The one-armed hero of British naval history died without ever setting foot on his duchy in Sicily. Yet Nelson's Castle and the surrounding estate, on the western slopes of Mount Etna, offer a fascinating insight into Anglo-Sicilian relations and bloody uprisings. As castles go, first impressions are uninspiring; a simple two-storeyed building of solid sand- coloured stone, with no moat, no drawbridge, and no flag. The setting, however, is breathtaking, with snow-tipped, purple-sloped Mount Etna to one side, the Nebrodi mountain range to the other and an uninterrupted view of woods, fields and villages down to the coast at Catania some forty miles below.
You enter Il Castello di Nelson through a massive stone portal. A large black celtic cross on a large pedestal carries the inscription "Heroi Immortali Nili". It's the first of many reminders of the man who once owned the castle and estate, but is at the same time something of a red herring. The reason he became a Sicilian duke had nothing to do with victories on the Nile, at Trafalgar or anywhere else. It was a generous thank-you gift for his involvement in the brutal repression of a revolt against the Spanish Bourbon Kings who once ruled all of southern Italy.
In 1799, inspired by the principles of the French Revolution and fomented by French troops, there was an uprising against Ferdinand IV which forced him and his court to go scurrying to safety in Sicily.
But the new Parthenopean Republic which replaced him had a short life. Nelson, who knew Naples well (not least because of his affair with Emma, Lady Hamilton, wife of the British ambassador there) was called in to assist with the restoration of the monarchy, in an operation that was was criticised at home - Lord Badham described it as "a blot on the honour of England".
In return the thankful royals gave Nelson a title, the Duke of Bronte (the local town) and a 7,000 hectare estate. They also exempted him from taxes.
Busy at sea, Nelson sent a manager to run the estate. But he was extremley proud of Bronte - in letters always signing himself "Nelson & Bronte" - and dreamed of one day living there with Lady Emma and their daughter, Horatia. New research is showing that he took a close interest in the affairs of the estate, even at one point arranging for the latest farming implements to be sent out from England to be used in the fields.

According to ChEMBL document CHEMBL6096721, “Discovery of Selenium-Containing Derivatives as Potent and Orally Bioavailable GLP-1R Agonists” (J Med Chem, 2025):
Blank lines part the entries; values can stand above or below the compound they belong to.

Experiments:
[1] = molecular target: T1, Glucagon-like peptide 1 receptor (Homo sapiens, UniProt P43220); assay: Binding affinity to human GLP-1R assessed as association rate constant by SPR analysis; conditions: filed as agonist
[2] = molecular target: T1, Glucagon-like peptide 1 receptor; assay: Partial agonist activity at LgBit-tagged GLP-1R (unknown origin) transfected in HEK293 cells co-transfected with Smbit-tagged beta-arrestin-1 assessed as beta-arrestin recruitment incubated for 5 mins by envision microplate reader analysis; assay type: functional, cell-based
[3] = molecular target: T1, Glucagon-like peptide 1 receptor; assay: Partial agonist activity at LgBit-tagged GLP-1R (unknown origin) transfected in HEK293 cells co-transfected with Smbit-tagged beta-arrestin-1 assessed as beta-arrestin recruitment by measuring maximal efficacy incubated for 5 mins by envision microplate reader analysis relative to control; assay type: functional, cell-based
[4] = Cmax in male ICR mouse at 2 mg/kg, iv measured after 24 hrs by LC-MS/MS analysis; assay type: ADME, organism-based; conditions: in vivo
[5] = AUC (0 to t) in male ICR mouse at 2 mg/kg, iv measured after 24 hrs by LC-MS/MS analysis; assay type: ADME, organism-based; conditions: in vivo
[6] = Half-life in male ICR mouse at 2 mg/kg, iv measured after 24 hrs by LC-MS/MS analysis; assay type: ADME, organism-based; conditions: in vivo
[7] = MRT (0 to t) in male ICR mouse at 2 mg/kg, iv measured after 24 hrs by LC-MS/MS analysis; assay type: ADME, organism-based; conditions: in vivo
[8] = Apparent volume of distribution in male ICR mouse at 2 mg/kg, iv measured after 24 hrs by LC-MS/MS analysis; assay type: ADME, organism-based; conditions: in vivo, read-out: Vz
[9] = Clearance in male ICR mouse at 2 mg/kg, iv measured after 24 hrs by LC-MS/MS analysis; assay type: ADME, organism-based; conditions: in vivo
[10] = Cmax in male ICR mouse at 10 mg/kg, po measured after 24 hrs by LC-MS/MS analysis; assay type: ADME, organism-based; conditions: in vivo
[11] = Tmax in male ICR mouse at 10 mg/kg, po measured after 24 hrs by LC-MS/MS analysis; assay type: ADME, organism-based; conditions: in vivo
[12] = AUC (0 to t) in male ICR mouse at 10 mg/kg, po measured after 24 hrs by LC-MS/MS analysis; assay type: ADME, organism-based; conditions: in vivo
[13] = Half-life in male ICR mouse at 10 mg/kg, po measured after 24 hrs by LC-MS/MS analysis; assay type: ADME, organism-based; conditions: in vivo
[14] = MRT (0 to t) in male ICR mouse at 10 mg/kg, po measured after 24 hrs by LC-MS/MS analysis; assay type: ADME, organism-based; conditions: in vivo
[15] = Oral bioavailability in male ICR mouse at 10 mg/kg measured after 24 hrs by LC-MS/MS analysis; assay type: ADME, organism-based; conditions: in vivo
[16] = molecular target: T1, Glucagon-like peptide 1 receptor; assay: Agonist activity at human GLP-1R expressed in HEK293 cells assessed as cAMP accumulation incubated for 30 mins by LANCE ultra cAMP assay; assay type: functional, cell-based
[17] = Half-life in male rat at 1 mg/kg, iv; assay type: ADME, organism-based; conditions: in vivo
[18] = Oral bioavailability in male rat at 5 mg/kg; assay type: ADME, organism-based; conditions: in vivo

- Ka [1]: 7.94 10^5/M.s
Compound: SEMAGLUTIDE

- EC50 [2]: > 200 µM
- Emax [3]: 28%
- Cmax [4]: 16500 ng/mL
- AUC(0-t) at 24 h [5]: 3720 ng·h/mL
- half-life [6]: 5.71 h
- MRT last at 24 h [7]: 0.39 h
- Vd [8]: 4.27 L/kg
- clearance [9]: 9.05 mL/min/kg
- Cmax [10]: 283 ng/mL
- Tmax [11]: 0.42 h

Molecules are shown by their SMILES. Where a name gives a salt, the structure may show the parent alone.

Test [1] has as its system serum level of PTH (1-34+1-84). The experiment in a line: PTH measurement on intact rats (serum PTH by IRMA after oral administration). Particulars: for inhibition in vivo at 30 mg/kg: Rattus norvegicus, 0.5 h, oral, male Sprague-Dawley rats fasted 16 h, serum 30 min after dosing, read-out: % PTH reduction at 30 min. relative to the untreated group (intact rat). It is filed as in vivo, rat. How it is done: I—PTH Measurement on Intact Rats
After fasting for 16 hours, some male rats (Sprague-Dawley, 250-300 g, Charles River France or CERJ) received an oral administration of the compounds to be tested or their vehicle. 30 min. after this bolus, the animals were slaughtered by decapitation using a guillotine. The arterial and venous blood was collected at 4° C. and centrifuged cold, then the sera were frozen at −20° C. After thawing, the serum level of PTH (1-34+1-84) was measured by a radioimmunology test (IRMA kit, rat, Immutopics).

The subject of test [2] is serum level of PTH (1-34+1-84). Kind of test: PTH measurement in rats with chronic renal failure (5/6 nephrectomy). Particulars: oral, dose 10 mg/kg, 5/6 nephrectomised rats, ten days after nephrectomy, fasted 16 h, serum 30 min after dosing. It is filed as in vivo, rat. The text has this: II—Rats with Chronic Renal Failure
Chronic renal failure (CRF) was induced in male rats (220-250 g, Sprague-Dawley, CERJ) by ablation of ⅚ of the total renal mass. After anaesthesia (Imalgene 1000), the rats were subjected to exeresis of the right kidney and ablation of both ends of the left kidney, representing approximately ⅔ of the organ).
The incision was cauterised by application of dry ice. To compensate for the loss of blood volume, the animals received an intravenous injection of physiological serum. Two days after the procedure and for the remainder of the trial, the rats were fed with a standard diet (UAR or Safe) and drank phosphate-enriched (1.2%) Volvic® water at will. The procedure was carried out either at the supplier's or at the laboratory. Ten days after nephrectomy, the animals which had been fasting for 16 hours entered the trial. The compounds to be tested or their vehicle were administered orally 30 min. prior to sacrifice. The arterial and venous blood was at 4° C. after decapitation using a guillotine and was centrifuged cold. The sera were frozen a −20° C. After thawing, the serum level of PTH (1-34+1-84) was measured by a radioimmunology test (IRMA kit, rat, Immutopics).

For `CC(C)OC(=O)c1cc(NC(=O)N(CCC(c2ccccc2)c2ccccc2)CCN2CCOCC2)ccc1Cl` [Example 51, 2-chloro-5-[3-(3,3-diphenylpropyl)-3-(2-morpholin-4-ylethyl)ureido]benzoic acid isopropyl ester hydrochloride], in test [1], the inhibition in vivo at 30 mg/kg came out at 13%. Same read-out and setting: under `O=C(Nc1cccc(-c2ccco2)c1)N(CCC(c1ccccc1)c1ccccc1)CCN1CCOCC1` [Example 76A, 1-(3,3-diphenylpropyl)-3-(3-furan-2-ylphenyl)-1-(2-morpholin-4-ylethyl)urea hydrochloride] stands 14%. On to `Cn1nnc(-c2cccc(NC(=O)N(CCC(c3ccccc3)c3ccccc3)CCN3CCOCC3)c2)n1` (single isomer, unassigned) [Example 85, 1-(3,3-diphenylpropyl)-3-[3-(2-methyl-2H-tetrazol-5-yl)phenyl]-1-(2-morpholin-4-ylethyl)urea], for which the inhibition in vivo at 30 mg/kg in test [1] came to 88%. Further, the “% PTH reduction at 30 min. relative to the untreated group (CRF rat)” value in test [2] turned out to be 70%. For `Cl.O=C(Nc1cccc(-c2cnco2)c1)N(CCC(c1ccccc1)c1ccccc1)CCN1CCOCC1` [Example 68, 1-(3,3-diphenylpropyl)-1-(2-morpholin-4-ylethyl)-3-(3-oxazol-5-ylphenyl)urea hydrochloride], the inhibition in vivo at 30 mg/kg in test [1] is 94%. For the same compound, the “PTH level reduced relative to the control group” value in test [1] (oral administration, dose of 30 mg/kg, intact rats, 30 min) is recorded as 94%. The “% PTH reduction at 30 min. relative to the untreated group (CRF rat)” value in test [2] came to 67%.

The estate's grounds were ornate but most of the buildings were the remains of a Benedictine monastery. This had been founded in 1173, badly damaged by an earthquake in 1693, and abandoned. Part of the complex dates back even further. Saint Mary of Maniace, a tiny Norman Gothic chapel at the castle entrance, was built to house an icon of the Madonna. It was constructed by Byzantine general Giorgio Maniace, who won a decisive battle here against the Saracens, to give thanks for divine help.
Today these traces of the distant past make for a fascinating visit. But in Nelson's day the rubble of history must have seemed a far-from- fitting residence for an admiral, and now duke.
It was only after his death in 1805 that Nelson's heirs thought about turning the property into a stately residence of sorts. Horatio's niece Charlotte, who married Samuel Hood, viscount of Bridport, was the first. However the long journey, Etna's smoking presence and the tales of peasant uprisings and decapitations some years earlier proved too much for her and she didn't maintain her interest.
Her fears were not unfounded. Bronte, the nearest town, had something of a track record for violent uprisings and the vast lands of a foreign overlord were an obvious target. They were the scene of an uprising in 1860, when a group of liberals encouraged people to rise up against their rulers. Homes and properties were looted and burned and many innocent people killed. When Nelson's heirs and consul raised the alarm, Garibaldi, who wanted British support for his role in attempts to unify Italy, dispatched one of his toughest generals to quell the unrest and hang those held responsible. …